— Redeemer Community Partnership (@RedeemerCP) October 19, 2020
Looks like The New Yorker is catching up on the city’s coronavirus bike boom.
— The New Yorker (@NewYorker) October 19, 2020
The war on cars may be a myth, but the war on bikes just keeps on going.
Business owners in Bristol, England are calling for the removal of a new bike lane, claiming it’s killing their business. Because evidently, ripping it out makes far more sense than trying to entice the passing bike riders into their shops.
But sometimes, it’s the people on two wheels behaving badly.
A bike-riding San Bernardino County man has been busted for a series of peeping, burglary and indecent exposure incidents.
Heartbreaking news, as a dog died five days after a bike rider allegedly kicked it in the head for no apparent reason as his owners were running with him on a Minnesota trail. Although something tells me there may be more to the story; bicyclists usually don’t kick at a dog unless it’s attacking them.
Another paper from UCLA’s Luskin Center documents a century of failed efforts to reign in LA traffic.
Sad news from San Diego, where a man apparently died of natural causes while mountain biking on a canyon trail near the Miramar National Cemetery.
Santa Barbara considers installing a docked ebike bikeshare system on the city’s main street.
More sad news, this time from Porterville, after a hit-and-run driver was arrested for killing a 15-year old boy as he rode his bike Friday night.
Cities Today asks if San Jose’s new bike plan can boost bicycling rates. Only if they actually build it, as LA bike riders can attest.
The family of an fallen teenage bike rider in Elk Grove calls for changes at the dangerous intersection where he was killed; the speed limit there was recently boosted from 35 mph to 45 mph — no doubt thanks to the deadly 85th Percentile Law.
An Oakland construction site is the safest block in the city for bike riders, after workers installed a Jersey barrier on the left side of the bike lane for a change.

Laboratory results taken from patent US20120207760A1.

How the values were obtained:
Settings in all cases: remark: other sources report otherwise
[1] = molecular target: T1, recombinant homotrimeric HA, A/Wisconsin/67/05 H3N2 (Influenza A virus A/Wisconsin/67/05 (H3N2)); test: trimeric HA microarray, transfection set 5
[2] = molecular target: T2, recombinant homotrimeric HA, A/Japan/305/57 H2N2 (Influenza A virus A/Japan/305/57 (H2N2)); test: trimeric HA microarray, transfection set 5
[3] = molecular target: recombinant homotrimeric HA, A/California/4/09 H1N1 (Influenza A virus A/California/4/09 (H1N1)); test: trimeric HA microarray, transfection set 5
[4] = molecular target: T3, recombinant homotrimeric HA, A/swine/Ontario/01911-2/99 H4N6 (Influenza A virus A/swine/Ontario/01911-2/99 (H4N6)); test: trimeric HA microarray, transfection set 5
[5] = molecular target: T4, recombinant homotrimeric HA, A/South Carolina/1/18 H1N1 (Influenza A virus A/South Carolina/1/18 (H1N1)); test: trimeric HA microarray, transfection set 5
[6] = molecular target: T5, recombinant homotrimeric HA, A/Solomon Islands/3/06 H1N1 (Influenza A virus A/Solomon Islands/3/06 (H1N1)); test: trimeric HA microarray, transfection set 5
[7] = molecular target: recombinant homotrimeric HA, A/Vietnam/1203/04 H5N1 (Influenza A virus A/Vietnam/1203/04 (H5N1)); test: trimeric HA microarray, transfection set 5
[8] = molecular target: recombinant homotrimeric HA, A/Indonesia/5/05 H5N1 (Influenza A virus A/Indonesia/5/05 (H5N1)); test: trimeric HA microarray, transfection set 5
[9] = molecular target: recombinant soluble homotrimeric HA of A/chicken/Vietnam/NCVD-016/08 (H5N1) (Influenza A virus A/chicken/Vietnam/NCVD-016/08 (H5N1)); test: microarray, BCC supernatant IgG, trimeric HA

Actually, that new soft, squishy bike helmet looks pretty damn cool. If it actually works, that is.
Bicycling staff and readers share their spookiest bike rides ever, just in time for Halloween. For a change, there’s no Yahoo mirror site for this one, but try opening it in a private window if the site blocks you out.
They get it. A Texas magazine says Houston’s Vision Zero program won’t succeed if it’s done one intersection at a time, and that it calls for a “reckoning that the car-heavy city does not appear ready to make.” They could write the same story about Los Angeles.
New York has completed work on a road diet and two-way cycle track on 5th Avenue through Harlem.
Another pedestrian has been injured in a crash involving New York’s Citi Bike. Except this time, a 72-year old woman was hit by a van driver servicing the bikeshare system.
Actress Famke Janssen is one of us, as she rides her bike with a massive plastic bin on the front through New York to pick up some trash bags. And looks pretty damn stylish doing it.
A Toronto letter writer complains that few of the city’s bike riders wear helmets, despite a mandatory helmet law. Although the headline writer deserves to get their knuckles rapped for saying “Bike lanes are only good if cyclists wear a helmet,” which is factually incorrect, and has nothing to do with what the writer wrote.
Belfast, Northern Ireland has been named the most dangerous city in the UK for people on bicycles, with a whopping 71% of people surveyed saying they’d been involved in some sort of crash in the city.
The EuroNews website wonders why Europe’s largest bike-producing country has been so slow to ride them.
This one is going on my bike bucket list. Italy is opening an 86-mile paved bike trail around the country’s largest lake. Or maybe you’d prefer a 260-mile bike path from Paris to the Normandy coast.
How Spain’s fourth largest city became a leading bike city in just 15 years by building out an entire connected bike network all at once. As LA bicyclists have learned the hard way, we’ll never get there with a disconnected, piecemeal approach.
Now that’s scary. A Singapore driver records himself swerving at the last moment after coming up way too fast on a bike rider taking the lane.
The race moto rider Julian Alaphilippe crashed into in the Tour of Flanders says he can’t help feeling guilty about the crash. Although the people who really deserve the blame are the ones who allow motorcycles near cyclists in the peloton to begin with.
Cycling Weekly explains what to look for in the final week of the Giro.
VeloNews looks forward to the Vuelta, with five ways this year’s race will be unlike any other. Race organizers hope to emulate the Tour de France, which went off without a single Covid-19 infection, as opposed to the Giro, which didn’t.
That feeling when you take social distancing just a little too far. And maybe naming your saddle after the #1 enema maker isn’t the best idea.
Or is it #2?
— road.cc (@roadcc) October 19, 2020
Be safe, and stay healthy. And wear a mask, already.